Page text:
The medical industry is notoriously difficult to enter for manufacturers. If a product or process already exists, there is little reason for customers to switch to a new one. Any change in providers, materials, inks or processes can result in devices that are required to be requalified with the Food and Drug Administration (FDA), which costs significant time and money.
Even so, medical device manufacturers soldier on because theirs is a healthy market, indeed: the US medical device market is estimated at $156 billion, with growth to exceed $200 billion by 2023. These devices, many of which are plastic, typically are utilized to:
- prevent or diagnose injuries or diseases
- measure bodily functions
- correct body parts or functions
Many of these devices require printed directions or labels to warn, instruct or simply identify what they are. While markings that are consistent and repeatable is important in every industry, it is even more true in an industry where reliability is literally a matter of life and death. To fulfill this need, device manufacturers have turned to pad printing. Simply put, pad printing is a process that can transfer a 2-D image onto a 3-D object. This is done by utilizing an indirect offset printing process that includes an image being transferred via a silicone pad onto a surface, which is often irregularly shaped. Examples of pad-printed plastic medical devices include:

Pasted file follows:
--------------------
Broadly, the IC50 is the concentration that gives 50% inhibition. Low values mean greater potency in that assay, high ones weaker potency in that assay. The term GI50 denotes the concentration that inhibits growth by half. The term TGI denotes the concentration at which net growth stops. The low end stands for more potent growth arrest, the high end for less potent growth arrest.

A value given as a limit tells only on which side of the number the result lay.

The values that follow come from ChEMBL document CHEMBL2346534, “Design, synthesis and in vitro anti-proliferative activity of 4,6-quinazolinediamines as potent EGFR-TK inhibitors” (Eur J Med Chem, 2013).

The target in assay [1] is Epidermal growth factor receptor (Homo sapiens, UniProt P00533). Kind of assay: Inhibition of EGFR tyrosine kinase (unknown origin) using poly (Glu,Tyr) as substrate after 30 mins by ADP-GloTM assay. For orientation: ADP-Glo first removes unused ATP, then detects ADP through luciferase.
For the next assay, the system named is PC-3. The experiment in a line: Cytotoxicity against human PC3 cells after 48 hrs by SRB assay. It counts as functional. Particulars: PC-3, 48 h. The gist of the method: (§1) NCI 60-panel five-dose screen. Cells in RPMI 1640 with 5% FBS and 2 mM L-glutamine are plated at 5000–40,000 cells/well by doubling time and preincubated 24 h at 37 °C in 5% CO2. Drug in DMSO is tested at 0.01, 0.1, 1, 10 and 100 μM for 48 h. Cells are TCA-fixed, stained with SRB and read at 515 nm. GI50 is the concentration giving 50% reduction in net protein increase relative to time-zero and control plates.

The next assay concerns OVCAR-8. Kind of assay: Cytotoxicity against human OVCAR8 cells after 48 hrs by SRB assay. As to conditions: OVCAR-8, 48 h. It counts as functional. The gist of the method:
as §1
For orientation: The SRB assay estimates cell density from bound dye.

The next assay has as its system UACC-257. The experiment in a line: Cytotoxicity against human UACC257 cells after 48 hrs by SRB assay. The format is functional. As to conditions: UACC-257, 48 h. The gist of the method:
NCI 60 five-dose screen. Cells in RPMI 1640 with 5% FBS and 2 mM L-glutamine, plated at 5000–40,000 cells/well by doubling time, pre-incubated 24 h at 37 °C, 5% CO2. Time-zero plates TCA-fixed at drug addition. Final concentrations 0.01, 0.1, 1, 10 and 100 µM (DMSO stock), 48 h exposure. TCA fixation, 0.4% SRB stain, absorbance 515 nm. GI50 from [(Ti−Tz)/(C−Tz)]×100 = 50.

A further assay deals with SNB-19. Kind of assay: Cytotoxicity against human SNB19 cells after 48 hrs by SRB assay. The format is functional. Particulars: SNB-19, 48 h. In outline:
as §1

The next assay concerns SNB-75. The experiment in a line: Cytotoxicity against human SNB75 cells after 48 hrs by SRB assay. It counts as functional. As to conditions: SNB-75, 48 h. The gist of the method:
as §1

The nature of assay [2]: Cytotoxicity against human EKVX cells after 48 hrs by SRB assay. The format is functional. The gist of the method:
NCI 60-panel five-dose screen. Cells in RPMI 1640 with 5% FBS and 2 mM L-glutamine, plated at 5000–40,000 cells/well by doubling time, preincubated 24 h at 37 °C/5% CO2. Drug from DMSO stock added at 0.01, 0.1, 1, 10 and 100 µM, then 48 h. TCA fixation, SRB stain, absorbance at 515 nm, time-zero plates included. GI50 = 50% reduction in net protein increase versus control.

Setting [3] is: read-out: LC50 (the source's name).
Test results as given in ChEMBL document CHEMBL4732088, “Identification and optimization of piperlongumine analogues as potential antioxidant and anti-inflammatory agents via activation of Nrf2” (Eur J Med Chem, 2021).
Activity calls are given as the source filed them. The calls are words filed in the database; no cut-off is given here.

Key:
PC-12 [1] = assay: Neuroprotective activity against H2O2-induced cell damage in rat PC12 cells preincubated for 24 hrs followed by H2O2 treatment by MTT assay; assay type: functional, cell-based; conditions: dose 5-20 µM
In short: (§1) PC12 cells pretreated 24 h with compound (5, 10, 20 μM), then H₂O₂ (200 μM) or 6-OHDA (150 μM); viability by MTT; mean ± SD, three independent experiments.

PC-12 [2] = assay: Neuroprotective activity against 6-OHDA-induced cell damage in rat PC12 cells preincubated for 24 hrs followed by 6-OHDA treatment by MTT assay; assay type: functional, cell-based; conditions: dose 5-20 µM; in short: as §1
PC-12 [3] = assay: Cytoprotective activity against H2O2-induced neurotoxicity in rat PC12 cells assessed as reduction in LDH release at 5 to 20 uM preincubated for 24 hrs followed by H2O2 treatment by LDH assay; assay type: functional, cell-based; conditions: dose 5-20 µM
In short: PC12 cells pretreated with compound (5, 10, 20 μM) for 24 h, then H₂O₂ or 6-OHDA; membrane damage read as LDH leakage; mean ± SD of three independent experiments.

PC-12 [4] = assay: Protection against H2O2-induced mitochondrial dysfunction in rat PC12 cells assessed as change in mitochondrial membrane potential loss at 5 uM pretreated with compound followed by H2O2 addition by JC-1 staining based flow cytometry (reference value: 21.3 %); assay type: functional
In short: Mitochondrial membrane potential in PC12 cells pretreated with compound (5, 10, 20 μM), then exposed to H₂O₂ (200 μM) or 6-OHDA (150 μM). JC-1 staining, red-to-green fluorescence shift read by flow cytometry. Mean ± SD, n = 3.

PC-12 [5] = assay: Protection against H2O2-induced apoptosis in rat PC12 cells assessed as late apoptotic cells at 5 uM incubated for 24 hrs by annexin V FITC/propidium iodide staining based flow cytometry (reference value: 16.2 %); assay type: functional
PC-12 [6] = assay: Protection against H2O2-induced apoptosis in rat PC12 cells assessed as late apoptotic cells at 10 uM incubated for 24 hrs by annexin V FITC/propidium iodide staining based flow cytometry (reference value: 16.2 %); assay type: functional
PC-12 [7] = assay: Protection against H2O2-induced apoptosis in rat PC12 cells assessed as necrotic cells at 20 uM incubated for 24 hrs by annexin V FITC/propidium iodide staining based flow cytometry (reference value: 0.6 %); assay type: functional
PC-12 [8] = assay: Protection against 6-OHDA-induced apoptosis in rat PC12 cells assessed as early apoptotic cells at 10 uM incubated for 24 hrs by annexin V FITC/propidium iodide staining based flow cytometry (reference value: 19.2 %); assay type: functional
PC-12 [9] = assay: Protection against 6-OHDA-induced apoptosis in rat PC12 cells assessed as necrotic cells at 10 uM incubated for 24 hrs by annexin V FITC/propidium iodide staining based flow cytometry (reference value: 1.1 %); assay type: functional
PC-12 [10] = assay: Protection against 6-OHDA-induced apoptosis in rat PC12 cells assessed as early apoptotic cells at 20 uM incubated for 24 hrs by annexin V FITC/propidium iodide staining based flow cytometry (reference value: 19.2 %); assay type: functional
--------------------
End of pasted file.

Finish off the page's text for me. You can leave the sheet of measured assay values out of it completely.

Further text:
Pad printing is usually just one part of a more complex medical device manufacturing process. Therefore, pad printing companies must operate within the parameters established by the original equipment manufacturers (OEMs) with high-quality and precise tolerances. Advantages of pad printing include:
- Printing on complicated surfaces
- Printing on irregular shapes
- Printing on very small devices
Pad printing is often less expensive than other printing methods, including digital methods. Pad printing is especially useful with high-volume manufacturing that demands high-quality and exacting tolerances.
As medical devices become more complex, 3D printing technologies are coming to the fore and can now offer highly functional and durable components in low volumes. (High-volume medical device production is still the province of processes such as plastic injection molding.)
Problems are common and include issues such as ink cup maintenance and ink leakage, poor image quality, pad quality and ink adhesion.
Even with these challenges, including an extremely complex approval process, strategic medical device manufacturers will always strive to enter and conquer this market.